He added that forensic reports proved the dead were shot from behind and at close range: “This proves security didn’t fire at protesters.”
The cost of local damage is estimated to be in the region of EGP 10m, and banks closed down on Sunday amid fears of looting.
The army called on residents of Suez to exercise self-control and protect public facilities.
In Damietta, an unidentified vehicle fired shots at the headquarters of the Freedom and Justice Party (FJP) in the Senaneya area on Sunday, causing panic among civilians.
The Muslim Brotherhood deployed members to secure its headquarters as well as those of the FJP, reported state news agency MENA.
The government administrative building has been under siege by protesters since Saturday night. Protesters announced that they will not end the siege until the revolution demands are realised.
Protesters have prevented employees from entering the building and hung a banner reading “The place is under our control.”
The building houses the directorates of health, housing, and finance as well the Central Auditing Authority and several social affairs departments.
In a related development, Hamdy Hawas, director of health in Damietta, has announced that the state of emergency in Damietta hospitals has been raised to the maximum level in preparation for the arrival of injured civilians from Port Said.
Hawas is carrying out his duties from the Damietta General Hospital due to the occupation of the government administrative building.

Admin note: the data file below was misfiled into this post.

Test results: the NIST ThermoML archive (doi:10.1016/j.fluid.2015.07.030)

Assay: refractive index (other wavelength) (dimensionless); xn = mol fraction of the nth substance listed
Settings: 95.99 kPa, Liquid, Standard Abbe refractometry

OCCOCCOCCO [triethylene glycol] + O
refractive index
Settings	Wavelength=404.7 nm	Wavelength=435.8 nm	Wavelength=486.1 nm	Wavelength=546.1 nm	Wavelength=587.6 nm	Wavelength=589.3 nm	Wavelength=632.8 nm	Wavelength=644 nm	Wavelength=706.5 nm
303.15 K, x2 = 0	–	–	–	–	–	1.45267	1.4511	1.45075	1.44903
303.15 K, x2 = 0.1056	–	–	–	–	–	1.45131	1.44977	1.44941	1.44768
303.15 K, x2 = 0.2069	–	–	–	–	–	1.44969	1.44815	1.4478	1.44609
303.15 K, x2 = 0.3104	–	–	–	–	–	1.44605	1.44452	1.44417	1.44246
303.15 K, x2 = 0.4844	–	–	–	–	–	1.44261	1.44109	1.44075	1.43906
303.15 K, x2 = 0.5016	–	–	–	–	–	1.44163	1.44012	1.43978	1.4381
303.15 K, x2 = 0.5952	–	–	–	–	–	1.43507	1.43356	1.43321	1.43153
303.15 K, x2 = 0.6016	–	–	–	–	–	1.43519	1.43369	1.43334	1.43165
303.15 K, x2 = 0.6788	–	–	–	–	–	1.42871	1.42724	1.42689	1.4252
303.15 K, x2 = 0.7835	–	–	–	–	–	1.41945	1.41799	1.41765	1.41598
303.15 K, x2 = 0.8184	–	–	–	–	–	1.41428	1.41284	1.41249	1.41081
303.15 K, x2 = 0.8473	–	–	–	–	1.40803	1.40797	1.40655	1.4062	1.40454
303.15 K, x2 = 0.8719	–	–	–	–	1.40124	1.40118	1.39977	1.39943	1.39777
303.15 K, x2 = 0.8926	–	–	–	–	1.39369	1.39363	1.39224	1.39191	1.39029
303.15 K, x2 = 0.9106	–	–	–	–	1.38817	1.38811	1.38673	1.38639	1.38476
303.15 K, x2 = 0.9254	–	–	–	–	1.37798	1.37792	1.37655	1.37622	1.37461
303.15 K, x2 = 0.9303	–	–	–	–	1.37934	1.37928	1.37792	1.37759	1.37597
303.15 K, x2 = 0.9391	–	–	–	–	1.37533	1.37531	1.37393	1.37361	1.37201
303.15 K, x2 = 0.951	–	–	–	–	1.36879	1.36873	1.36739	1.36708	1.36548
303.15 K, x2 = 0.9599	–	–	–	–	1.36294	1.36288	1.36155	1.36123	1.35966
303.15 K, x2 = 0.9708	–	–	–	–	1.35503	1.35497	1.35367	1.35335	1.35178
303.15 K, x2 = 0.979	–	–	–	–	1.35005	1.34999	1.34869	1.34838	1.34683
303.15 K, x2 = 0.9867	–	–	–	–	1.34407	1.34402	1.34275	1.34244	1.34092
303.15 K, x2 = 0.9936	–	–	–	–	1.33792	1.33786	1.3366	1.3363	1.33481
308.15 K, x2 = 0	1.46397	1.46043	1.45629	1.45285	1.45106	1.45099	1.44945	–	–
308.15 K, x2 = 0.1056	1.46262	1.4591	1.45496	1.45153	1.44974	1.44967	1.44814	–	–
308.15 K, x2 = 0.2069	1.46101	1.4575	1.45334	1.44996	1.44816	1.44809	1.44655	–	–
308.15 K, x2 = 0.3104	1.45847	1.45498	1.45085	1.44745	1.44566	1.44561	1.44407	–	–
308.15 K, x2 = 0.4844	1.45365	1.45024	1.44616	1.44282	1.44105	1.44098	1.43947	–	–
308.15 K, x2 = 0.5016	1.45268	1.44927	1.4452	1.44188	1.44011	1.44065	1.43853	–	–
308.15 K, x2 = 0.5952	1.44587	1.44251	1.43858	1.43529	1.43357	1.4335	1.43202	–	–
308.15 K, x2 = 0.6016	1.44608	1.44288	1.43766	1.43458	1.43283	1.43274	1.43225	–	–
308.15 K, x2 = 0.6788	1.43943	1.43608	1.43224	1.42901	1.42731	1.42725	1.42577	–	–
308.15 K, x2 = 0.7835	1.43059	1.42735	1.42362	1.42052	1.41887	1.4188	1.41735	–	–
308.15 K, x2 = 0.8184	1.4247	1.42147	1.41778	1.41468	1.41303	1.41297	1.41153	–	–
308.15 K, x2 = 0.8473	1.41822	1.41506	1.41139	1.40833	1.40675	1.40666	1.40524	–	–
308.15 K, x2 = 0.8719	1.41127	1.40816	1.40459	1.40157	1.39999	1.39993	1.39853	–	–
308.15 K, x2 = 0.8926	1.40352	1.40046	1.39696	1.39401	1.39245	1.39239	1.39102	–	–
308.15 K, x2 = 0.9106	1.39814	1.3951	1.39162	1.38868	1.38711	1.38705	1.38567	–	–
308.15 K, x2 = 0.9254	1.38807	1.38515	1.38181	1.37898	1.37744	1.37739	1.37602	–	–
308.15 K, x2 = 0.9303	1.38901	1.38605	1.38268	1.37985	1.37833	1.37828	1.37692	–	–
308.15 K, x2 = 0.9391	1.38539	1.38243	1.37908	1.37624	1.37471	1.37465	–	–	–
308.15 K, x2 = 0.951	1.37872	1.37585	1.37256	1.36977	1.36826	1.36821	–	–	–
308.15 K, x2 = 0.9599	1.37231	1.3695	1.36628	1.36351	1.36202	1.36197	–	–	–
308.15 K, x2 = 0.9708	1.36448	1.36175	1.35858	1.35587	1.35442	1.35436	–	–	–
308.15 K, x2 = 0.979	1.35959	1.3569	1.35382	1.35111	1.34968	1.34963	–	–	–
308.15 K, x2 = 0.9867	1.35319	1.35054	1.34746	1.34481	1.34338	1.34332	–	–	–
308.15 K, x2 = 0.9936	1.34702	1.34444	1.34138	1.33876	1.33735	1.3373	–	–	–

In Ismailia the Freedom and Justice Party (FJP) office on Talateeny Street was stormed and burnt on Friday during a massive march in the governorate. Security forces fired tear gas at protesters in an attempt to disperse them.
FJP claimed it has videos implicating security forces in starting the fire and planned to submit them to Egyptian prosecutors, whom have already begun investigations.
Another office belonging to the party was set aflame in Damanhour city of Beheira . A real estate taxes building in the same area was robbed before also being burnt.
Osama Soliman, secretary general of FJP in Beheira, claimed security forces were present at the time protesters broke into the office but did not take any action.
Protesters also besieged and threw rocks at Mahalla police station, in an attempt to storm it. Security forces fired tear gas and chased protesters in surrounding streets.
A similar scenario took place near Mahalla city council when protesters threw Molotov cocktails and rocks at the building. Security forces responded by firing tear gas into the crowds
The Black Bloc movement tried to break into Daqahleya governorate building. The masked protest group destroyed the main gate of the building and blocked the adjacent road, but security forces stopped were able to prevent anyone from breaking into the building.
In Tanta, hundreds of protesters attempted to break into Tanta courts complex on Saturday but were stopped by security forces. Ultras and Black Bloc members surrounded the complex, chanting slogans criticising Morsy and the Muslim Brotherhood.
The situation intensified when protesters started hurling rocks at security forces, which responded by firing tear gas into the crowds of protesters.
The incidents in different governorates followed Friday’s protests that marked the second anniversary of the 25 January Revolution.